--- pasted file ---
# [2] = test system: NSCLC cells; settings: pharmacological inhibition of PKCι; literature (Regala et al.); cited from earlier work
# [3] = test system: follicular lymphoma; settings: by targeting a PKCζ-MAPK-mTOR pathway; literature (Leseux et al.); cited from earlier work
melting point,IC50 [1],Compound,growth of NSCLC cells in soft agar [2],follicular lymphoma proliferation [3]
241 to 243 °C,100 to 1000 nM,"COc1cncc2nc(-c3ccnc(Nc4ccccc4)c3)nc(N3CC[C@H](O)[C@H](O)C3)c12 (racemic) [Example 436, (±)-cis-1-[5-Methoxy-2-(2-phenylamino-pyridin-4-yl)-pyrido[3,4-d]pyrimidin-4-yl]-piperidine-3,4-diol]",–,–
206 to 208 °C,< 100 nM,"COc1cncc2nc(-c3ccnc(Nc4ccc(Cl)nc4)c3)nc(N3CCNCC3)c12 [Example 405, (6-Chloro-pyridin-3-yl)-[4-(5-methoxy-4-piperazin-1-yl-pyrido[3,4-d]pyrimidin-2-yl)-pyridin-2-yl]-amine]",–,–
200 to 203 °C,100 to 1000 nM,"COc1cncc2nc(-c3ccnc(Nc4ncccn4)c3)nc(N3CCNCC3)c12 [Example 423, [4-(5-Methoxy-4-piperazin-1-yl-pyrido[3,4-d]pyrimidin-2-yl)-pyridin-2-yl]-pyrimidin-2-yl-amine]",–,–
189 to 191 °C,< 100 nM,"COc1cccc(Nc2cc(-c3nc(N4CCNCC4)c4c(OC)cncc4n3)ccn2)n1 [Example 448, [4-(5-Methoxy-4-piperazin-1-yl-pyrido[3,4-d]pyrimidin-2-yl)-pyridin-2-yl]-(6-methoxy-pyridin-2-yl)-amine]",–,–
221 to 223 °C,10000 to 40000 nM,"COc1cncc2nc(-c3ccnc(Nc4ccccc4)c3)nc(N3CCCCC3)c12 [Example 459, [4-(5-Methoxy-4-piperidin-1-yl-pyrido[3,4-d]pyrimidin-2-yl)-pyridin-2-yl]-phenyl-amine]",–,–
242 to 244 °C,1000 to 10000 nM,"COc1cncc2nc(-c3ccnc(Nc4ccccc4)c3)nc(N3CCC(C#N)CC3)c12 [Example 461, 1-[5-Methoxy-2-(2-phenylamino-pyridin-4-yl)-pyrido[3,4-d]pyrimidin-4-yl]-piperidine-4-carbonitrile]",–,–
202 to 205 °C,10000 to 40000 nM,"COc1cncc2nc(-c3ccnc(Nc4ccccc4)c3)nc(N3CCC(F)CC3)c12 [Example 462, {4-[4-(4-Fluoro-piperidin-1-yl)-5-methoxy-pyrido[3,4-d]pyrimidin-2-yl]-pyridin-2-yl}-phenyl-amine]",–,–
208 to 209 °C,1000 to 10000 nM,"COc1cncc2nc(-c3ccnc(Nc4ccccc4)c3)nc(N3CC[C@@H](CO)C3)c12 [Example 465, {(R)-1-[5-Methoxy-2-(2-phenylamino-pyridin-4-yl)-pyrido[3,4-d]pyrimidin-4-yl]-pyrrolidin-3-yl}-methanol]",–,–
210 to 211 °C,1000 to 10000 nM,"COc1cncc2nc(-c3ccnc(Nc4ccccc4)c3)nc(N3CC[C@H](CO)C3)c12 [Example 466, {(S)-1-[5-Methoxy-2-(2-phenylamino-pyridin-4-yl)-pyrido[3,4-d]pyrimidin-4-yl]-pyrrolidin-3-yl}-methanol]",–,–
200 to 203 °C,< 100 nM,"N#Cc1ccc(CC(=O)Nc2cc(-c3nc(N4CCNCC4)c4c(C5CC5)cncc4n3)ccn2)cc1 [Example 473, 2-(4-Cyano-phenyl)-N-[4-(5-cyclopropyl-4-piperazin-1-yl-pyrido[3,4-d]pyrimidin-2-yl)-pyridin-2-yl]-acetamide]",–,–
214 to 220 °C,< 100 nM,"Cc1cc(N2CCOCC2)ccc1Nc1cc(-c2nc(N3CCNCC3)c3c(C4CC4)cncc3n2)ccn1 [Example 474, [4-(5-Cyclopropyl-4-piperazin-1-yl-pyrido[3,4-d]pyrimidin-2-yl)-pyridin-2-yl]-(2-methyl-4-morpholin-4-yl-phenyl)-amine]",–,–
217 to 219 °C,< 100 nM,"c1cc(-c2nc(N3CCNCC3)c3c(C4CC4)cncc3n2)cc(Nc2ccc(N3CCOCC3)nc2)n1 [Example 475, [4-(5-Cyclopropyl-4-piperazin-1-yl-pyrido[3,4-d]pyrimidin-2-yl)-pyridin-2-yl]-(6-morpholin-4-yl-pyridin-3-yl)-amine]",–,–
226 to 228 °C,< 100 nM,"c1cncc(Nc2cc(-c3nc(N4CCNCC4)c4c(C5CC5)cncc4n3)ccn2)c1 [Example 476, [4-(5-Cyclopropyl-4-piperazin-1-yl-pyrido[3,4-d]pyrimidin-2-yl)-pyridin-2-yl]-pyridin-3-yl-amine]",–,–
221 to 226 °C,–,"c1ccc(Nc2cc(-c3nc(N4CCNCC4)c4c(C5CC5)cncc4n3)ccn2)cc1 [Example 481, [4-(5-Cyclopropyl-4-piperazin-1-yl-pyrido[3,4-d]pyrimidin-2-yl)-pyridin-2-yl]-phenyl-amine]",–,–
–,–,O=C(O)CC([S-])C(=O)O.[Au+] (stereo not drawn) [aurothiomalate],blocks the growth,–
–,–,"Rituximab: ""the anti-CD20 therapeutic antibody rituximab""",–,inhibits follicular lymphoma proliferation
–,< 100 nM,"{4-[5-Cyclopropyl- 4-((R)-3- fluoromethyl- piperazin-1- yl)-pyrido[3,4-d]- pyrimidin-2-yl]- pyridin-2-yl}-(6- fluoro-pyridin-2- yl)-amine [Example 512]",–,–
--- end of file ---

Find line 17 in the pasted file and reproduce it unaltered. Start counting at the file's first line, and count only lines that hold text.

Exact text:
221 to 226 °C,–,"c1ccc(Nc2cc(-c3nc(N4CCNCC4)c4c(C5CC5)cncc4n3)ccn2)cc1 [Example 481, [4-(5-Cyclopropyl-4-piperazin-1-yl-pyrido[3,4-d]pyrimidin-2-yl)-pyridin-2-yl]-phenyl-amine]",–,–